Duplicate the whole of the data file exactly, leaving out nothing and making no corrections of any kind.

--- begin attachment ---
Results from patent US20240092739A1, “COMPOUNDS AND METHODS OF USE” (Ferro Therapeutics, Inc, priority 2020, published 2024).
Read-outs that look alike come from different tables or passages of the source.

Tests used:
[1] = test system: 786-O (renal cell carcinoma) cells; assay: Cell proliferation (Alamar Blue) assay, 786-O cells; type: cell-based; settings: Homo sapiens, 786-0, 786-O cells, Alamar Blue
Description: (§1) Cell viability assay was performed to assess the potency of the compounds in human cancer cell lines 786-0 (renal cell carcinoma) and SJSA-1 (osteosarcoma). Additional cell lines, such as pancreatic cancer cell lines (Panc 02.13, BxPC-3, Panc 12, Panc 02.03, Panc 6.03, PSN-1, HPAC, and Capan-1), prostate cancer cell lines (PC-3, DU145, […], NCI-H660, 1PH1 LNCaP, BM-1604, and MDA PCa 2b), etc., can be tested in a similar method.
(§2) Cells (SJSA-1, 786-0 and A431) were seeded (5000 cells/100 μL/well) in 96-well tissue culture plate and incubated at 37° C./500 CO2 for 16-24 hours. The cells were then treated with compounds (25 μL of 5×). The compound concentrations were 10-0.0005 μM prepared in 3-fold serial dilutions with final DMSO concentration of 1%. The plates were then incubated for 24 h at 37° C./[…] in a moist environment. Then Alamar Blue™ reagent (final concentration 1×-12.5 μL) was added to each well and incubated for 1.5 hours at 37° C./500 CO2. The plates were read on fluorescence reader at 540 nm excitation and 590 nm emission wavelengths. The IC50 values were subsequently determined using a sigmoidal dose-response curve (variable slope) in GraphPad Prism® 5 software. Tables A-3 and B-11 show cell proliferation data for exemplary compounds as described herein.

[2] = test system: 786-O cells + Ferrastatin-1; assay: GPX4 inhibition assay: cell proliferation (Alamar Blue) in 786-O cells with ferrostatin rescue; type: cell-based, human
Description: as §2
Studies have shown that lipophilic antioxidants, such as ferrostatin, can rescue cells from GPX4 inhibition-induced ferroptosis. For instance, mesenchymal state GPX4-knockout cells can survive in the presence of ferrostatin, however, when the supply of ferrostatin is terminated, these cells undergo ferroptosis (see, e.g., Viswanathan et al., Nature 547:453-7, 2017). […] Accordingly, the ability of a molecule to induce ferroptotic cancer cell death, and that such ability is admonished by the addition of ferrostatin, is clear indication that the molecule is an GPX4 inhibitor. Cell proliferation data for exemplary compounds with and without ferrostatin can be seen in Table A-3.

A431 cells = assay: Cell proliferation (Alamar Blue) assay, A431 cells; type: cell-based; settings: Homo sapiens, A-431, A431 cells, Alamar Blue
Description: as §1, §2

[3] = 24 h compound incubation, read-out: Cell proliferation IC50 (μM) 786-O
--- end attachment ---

Results from patent US20240092739A1, “COMPOUNDS AND METHODS OF USE” (Ferro Therapeutics, Inc, priority 2020, published 2024).
Read-outs that look alike come from different tables or passages of the source.

Tests used:
[1] = test system: 786-O (renal cell carcinoma) cells; assay: Cell proliferation (Alamar Blue) assay, 786-O cells; type: cell-based; settings: Homo sapiens, 786-0, 786-O cells, Alamar Blue
Description: (§1) Cell viability assay was performed to assess the potency of the compounds in human cancer cell lines 786-0 (renal cell carcinoma) and SJSA-1 (osteosarcoma). Additional cell lines, such as pancreatic cancer cell lines (Panc 02.13, BxPC-3, Panc 12, Panc 02.03, Panc 6.03, PSN-1, HPAC, and Capan-1), prostate cancer cell lines (PC-3, DU145, […], NCI-H660, 1PH1 LNCaP, BM-1604, and MDA PCa 2b), etc., can be tested in a similar method.
(§2) Cells (SJSA-1, 786-0 and A431) were seeded (5000 cells/100 μL/well) in 96-well tissue culture plate and incubated at 37° C./500 CO2 for 16-24 hours. The cells were then treated with compounds (25 μL of 5×). The compound concentrations were 10-0.0005 μM prepared in 3-fold serial dilutions with final DMSO concentration of 1%. The plates were then incubated for 24 h at 37° C./[…] in a moist environment. Then Alamar Blue™ reagent (final concentration 1×-12.5 μL) was added to each well and incubated for 1.5 hours at 37° C./500 CO2. The plates were read on fluorescence reader at 540 nm excitation and 590 nm emission wavelengths. The IC50 values were subsequently determined using a sigmoidal dose-response curve (variable slope) in GraphPad Prism® 5 software. Tables A-3 and B-11 show cell proliferation data for exemplary compounds as described herein.

[2] = test system: 786-O cells + Ferrastatin-1; assay: GPX4 inhibition assay: cell proliferation (Alamar Blue) in 786-O cells with ferrostatin rescue; type: cell-based, human
Description: as §2
Studies have shown that lipophilic antioxidants, such as ferrostatin, can rescue cells from GPX4 inhibition-induced ferroptosis. For instance, mesenchymal state GPX4-knockout cells can survive in the presence of ferrostatin, however, when the supply of ferrostatin is terminated, these cells undergo ferroptosis (see, e.g., Viswanathan et al., Nature 547:453-7, 2017). […] Accordingly, the ability of a molecule to induce ferroptotic cancer cell death, and that such ability is admonished by the addition of ferrostatin, is clear indication that the molecule is an GPX4 inhibitor. Cell proliferation data for exemplary compounds with and without ferrostatin can be seen in Table A-3.

A431 cells = assay: Cell proliferation (Alamar Blue) assay, A431 cells; type: cell-based; settings: Homo sapiens, A-431, A431 cells, Alamar Blue
Description: as §1, §2

[3] = 24 h compound incubation, read-out: Cell proliferation IC50 (μM) 786-O